If a large mechanized unit of armored ground forces were “closing” with an enemy amid heavy artillery and cannon fire - but did not have overhead aircraft or satellite surveillance while transiting rigorous terrain - how could they fully discern the source of incoming fire? How might they pursue the safest and most lethal method of attack?
This kind of scenario represents one of many contingencies now informing the Army’s development of a new Infantry Squad Vehicle (ISV), a super high-speed, maneuverable lightweight vehicle being engineered to perform a wide sphere of combat missions; these include high-speed straight-on attacks, forward operating reconnaissance or scout units, coordinated air-dropped ground assault and multiple entry point integrated operations.
Perhaps long-range ground sensors are obscured, hacked or disabled, air support is compromised, or GPS signals are jammed -- how might an advancing ground force attack a major-power enemy? Fast-moving, soldier-led ground reconnaissance might be the best ISR (intelligence, surveillance, reconnaissance) options for the attacking force. A mission of this kind would, of course, be improved by using air-dropped transport for ground squads able to transport forward-operating infantry across multiple points of entry.
The service is now refining its requirements for the vehicle, intended among other things to enable units to “change patterns of operations faster than the enemy can respond,” Army developers explain.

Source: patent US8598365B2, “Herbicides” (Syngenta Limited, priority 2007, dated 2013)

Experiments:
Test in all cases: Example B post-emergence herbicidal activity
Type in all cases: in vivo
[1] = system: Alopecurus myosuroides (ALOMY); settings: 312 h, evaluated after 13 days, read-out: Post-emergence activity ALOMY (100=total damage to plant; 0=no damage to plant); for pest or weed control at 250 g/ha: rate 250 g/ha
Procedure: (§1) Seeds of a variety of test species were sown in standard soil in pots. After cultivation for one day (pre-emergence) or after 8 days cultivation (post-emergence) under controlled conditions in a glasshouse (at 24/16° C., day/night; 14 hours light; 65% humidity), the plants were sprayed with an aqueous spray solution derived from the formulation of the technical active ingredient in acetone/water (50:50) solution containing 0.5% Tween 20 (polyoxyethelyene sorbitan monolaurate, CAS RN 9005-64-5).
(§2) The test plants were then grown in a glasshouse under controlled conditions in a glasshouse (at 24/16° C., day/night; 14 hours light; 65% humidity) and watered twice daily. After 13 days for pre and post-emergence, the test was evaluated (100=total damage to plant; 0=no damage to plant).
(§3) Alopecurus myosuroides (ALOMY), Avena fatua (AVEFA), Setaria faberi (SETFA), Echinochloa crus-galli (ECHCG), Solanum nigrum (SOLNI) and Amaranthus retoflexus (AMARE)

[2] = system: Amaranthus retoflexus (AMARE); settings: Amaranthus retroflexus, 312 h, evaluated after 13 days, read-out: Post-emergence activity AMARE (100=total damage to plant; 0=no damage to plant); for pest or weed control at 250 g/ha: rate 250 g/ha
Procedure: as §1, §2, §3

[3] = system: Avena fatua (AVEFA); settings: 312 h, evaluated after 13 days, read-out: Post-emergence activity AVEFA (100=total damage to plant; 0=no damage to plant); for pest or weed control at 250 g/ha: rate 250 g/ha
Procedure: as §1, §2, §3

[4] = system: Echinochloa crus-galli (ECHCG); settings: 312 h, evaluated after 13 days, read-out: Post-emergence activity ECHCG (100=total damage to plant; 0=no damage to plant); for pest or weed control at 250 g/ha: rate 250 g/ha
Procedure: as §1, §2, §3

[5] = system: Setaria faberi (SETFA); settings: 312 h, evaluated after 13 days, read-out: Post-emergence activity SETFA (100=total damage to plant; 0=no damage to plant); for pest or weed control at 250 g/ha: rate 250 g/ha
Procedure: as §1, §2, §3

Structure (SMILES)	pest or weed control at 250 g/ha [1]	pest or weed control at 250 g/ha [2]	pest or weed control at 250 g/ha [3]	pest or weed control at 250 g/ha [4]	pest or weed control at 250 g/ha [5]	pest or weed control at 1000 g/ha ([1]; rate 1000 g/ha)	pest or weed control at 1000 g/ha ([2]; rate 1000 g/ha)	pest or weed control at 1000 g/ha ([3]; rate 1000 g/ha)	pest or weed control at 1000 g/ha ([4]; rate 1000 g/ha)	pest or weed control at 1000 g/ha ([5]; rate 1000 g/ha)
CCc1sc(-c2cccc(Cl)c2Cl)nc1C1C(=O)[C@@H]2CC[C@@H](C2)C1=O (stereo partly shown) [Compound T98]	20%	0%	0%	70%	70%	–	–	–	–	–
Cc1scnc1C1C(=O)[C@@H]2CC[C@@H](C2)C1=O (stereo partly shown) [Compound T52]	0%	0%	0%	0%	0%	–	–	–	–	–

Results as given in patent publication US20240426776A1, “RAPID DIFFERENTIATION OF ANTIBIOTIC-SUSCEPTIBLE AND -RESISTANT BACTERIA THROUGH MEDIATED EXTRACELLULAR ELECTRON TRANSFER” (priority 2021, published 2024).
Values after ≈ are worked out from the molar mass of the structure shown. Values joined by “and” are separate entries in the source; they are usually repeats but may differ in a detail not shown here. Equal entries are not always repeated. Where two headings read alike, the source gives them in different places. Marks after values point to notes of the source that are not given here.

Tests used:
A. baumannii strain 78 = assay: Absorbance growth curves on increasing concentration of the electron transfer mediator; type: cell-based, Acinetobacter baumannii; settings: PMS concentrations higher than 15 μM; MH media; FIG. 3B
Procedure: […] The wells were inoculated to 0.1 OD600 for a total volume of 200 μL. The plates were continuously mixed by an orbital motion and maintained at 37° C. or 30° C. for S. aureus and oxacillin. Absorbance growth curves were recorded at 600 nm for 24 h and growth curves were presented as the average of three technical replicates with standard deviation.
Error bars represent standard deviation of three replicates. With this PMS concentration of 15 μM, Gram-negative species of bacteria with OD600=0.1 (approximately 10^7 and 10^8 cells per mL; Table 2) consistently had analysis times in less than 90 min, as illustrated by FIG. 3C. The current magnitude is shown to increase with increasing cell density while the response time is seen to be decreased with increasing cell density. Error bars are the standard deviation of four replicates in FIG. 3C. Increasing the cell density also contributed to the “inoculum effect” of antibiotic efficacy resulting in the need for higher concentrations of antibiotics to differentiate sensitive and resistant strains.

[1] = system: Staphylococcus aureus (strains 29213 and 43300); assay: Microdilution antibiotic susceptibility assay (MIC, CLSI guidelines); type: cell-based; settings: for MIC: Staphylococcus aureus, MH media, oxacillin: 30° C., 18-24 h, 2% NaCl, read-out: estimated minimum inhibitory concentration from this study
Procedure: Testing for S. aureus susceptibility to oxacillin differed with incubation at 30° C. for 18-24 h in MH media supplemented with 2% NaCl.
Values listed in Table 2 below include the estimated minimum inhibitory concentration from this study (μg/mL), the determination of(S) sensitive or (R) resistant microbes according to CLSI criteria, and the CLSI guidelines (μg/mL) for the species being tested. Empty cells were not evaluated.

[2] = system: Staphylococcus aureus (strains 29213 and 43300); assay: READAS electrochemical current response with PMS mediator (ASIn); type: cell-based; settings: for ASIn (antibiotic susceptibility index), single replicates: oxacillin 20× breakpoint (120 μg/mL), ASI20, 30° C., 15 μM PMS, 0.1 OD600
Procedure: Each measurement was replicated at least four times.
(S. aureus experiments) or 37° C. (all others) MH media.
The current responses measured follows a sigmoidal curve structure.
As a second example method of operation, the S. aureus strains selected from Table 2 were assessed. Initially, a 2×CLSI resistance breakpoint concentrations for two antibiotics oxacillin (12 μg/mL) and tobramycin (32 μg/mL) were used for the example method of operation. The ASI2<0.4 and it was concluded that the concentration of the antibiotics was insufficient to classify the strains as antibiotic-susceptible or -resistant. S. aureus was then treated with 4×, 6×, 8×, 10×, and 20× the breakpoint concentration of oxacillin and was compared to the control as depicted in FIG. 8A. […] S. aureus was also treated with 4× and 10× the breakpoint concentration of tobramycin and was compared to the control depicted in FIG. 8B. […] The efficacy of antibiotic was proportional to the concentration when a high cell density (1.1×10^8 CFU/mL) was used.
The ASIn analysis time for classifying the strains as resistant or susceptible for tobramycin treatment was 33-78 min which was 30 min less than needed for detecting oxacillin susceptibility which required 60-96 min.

“Mobility coupled with speed enables units to avoid enemy strong points, quickly exploit battlefield success, reinforce threatened positions, and rapidly deploy infantry,” Al Howard, Capability Development Specialist, Maneuver Capabilities Development and Integration Directorate, told Warrior in a written statement.
The Army plans to receive its first prototypes from three vehicle-makers as soon as this year to begin a process of evaluation, operational assessment and combat performance. In late August, the Army picked Oshkosh Defense/Flyer, General Motors Defense and Polaris/SAIC to build two prototype vehicles each as a step toward having an operational ISV by as soon as next year.
According to Army requirements, the vehicle must be able to sling-load beneath a UH-60 Blackhawk or fit inside a CH-47 Chinook. This kind of versatility seems entirely consistent with the Army’s growing emphasis upon rapid deployability and expeditionary operations.
Interestingly, a chapter in a very recent 2018 Army University Press published a book called “Deep Maneuver - Historical Case Studies of Maneuver in Large-Scale Combat Operations,” specifically discusses the need for long-range, dismounted ground reconnaissance units in a great-power war era scenario. The book, edited by Jack D. Kem, explores shifting Army doctrine, strategy and tactics as the service pivots from 15 years of counterinsurgency toward a great-power warfare combat focus.
Considering “dismounted reconnaissance,” a chapter in the book called “Dismounted Reconnaissance in the Division and Corps Deep Area,” states that the Army deactivated special long-range ground surveillance detachments as of 2017. However, the chapter, written by Maj. Brandon Terry, cites a modern need for ground recon units to operate in major warfare circumstances where other ISR possibilities may not exist.